Carotid plaque can be shrunk

Rose, a 64-year old woman, just had a 70% carotid blockage identified by a screening ultrasound. When the result was given to her doctor, he prescribed Lipitor and told Rose that an ultrasound would be required every year. She would need carotid surgery, an "endarterectomy", if the blockage worsened.

"Can't I reduce the amount of blockage I have?" asked Rose.

"No. Once you've got it, it doesn't get any better."

Is this true? Once you've got carotid plaque, you can only expect it to get worse and it can't be reduced?

This is absolutely not true. In fact, compared to coronary plaque, carotid plaque is easier to reduce!

Of course, the Track Your Plaque program is designed to help you control or reduce coronary plaque. But, in our experience, people who have both coronary and carotid plaque will show far greater and faster reduction of carotid plaque. Dramatic reductions are sometimes seen. I've personally seen 50-70% blockages reduced to <30% on many occasions.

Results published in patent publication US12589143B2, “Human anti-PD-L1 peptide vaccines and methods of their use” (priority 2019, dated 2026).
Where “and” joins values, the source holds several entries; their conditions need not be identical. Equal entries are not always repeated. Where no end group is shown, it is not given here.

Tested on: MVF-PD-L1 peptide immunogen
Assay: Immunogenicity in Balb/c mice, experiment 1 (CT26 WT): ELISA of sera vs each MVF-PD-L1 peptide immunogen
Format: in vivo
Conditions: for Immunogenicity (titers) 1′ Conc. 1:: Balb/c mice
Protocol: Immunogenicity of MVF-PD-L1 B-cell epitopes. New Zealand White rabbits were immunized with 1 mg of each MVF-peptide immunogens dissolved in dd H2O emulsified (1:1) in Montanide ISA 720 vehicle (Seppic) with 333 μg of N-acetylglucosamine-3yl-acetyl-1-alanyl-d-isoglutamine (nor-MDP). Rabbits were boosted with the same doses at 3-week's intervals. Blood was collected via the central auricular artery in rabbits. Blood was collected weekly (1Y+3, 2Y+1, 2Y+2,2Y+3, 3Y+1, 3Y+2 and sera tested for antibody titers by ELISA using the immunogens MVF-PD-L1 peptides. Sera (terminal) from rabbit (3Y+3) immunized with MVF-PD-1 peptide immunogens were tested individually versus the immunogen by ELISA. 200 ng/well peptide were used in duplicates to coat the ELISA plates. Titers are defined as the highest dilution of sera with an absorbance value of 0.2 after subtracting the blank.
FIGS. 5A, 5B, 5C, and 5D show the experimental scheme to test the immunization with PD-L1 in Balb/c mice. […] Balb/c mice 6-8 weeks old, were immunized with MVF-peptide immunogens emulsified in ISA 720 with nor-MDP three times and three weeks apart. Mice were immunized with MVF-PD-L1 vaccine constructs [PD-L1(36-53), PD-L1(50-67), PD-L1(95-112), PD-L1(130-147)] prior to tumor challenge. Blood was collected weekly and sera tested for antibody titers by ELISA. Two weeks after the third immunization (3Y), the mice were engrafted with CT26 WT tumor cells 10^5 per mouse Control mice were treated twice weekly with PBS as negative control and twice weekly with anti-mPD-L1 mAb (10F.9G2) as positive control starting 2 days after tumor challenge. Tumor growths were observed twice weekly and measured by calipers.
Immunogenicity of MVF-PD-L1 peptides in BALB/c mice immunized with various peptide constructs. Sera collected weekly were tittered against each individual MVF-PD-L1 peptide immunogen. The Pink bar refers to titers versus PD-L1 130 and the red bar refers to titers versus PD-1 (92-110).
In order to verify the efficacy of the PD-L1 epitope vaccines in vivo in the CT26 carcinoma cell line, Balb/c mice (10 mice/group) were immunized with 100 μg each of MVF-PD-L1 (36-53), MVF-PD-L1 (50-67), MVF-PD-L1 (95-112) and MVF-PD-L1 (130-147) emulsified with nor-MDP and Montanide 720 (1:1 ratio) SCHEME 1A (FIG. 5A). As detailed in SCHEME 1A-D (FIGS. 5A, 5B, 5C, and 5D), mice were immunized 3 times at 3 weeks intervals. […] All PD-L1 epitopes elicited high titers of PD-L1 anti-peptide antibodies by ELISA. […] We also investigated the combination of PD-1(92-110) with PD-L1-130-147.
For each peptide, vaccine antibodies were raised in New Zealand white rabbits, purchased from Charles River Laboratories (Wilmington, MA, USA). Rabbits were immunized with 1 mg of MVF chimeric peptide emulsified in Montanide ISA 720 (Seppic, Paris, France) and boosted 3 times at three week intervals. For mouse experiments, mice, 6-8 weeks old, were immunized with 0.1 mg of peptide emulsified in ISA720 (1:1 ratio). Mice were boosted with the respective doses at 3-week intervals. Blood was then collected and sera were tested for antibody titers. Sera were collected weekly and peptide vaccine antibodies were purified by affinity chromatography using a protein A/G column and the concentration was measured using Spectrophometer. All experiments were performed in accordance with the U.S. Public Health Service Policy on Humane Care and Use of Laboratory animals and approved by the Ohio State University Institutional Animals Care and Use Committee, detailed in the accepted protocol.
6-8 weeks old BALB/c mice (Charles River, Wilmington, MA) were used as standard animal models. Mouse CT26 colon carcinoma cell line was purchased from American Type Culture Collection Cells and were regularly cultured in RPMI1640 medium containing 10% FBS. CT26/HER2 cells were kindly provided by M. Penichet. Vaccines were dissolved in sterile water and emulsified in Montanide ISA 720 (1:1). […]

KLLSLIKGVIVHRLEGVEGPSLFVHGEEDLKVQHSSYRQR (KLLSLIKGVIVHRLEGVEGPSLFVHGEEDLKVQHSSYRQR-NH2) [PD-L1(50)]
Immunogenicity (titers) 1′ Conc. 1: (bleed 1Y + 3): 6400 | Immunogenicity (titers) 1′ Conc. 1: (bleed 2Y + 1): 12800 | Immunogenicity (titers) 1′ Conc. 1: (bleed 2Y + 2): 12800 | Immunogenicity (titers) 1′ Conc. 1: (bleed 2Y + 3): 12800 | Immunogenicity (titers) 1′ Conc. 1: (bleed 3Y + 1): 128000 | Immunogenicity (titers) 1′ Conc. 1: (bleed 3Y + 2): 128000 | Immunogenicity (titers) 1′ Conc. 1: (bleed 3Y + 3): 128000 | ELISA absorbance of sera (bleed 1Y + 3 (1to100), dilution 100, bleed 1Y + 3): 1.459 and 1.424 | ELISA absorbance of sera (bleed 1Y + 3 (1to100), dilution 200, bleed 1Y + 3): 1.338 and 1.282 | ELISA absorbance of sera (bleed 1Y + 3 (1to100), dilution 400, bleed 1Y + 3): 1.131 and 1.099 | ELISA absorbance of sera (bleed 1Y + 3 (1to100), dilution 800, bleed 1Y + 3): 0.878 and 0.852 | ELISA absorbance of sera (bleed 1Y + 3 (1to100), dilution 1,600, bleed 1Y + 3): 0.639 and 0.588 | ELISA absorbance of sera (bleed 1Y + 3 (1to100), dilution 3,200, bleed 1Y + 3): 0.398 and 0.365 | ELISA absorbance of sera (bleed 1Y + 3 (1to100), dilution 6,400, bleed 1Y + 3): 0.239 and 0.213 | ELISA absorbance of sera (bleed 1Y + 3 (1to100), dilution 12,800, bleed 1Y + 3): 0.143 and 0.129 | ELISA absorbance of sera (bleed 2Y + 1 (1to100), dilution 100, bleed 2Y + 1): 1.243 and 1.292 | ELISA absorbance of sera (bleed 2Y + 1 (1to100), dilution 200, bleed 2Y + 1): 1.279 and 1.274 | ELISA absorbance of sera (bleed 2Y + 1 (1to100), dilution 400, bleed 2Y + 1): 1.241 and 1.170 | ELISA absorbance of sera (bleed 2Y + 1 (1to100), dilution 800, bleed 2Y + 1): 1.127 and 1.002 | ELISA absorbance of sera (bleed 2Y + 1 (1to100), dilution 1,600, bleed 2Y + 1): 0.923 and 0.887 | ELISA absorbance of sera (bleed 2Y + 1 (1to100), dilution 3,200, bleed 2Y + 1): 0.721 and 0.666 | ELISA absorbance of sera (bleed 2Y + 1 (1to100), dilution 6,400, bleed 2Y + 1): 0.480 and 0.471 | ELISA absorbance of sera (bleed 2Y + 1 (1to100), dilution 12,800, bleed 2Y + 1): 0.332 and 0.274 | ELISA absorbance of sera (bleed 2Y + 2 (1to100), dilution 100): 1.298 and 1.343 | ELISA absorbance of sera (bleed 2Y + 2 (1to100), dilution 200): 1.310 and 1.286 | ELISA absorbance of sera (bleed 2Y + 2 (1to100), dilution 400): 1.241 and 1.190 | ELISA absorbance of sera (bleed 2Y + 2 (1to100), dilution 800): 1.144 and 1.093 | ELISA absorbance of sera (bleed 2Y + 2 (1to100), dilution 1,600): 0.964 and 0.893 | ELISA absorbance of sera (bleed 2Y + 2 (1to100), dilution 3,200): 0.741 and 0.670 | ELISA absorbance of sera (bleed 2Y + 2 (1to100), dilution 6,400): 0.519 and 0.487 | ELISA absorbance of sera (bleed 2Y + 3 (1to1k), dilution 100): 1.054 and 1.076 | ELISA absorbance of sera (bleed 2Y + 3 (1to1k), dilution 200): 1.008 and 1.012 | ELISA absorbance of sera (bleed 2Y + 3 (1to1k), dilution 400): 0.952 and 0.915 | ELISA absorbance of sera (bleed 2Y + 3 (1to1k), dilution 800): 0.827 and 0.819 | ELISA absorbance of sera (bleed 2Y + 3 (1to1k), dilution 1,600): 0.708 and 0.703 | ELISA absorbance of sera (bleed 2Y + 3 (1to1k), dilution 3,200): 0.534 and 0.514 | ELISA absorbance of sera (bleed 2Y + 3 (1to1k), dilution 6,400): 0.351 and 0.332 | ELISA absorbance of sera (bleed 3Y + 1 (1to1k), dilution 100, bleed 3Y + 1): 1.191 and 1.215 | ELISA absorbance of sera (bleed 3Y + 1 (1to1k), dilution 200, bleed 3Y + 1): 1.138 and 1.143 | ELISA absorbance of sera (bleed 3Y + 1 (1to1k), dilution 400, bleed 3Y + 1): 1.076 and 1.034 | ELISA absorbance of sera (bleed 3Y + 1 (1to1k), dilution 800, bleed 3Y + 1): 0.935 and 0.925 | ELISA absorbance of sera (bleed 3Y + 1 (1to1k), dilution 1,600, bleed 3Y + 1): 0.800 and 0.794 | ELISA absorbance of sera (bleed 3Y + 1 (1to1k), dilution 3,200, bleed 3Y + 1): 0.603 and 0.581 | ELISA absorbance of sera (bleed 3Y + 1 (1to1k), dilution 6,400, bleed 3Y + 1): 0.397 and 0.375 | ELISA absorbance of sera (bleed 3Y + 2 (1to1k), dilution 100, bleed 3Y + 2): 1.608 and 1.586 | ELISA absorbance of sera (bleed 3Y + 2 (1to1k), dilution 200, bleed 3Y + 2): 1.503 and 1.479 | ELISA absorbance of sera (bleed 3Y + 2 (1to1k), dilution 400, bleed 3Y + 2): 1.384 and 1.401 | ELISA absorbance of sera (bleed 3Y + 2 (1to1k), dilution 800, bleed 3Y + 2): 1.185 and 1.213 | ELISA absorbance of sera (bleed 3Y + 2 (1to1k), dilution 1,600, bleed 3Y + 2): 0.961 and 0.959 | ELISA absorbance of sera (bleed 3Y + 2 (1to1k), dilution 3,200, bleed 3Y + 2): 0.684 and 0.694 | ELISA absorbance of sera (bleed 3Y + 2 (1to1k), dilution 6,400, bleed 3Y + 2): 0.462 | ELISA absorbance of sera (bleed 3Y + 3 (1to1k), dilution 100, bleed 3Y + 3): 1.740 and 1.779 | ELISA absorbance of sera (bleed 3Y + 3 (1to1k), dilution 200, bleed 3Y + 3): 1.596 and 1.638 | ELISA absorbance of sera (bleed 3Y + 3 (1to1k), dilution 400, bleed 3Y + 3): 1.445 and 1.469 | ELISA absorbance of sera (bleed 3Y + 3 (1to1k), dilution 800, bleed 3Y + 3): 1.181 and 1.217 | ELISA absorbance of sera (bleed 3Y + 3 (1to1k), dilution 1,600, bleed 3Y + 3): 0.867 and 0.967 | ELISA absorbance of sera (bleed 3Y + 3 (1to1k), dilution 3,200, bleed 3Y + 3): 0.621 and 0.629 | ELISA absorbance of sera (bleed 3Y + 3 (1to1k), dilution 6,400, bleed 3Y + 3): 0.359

The requirements to achieve reduction of carotid plaque are very similar to the approach we use to reduce coronary plaque. One difference is that hypertension may play a more important role with carotid plaque and needs to be reduced confidently to the normal range before carotid plaque is controlled.

I find it shocking that the attitude like the one provided by this physician continue to prevail. Unlike coronary plaque, which has a relatively small body of scientific literature documenting how it can be reduced, carotid plaque actually enjoys a substantial clinical literature. Part of the reason is that the carotids are more easily imaged using ultrasound. (Heart structures can be seen with ultrasound, but not the coronary arteries.)

Numerous agents have been shown to contribute to reduction of carotid plaque: statin drugs, niacin, fish oil, the anti-diabetic "TZD" drugs (Actos, Avandia), several anti-hypertensive drugs, vitamin E, pomegranate juice, and several others.

It outrages me to hear stories like this. Rose is not the only one.

Don't accept the flip dismissals or the over-enthusiastic referral for carotid procedures. Insist on a conversation about plaque regression.

Note: Although I am a vigorous advocate of atherosclerotic plaque regression, this does not mean that if you have a severe (70% blockage or greater), or if there are symptoms from your carotid disease, that you should engage in a program of reversal. You must always take the advice of your doctor if your safety is in question.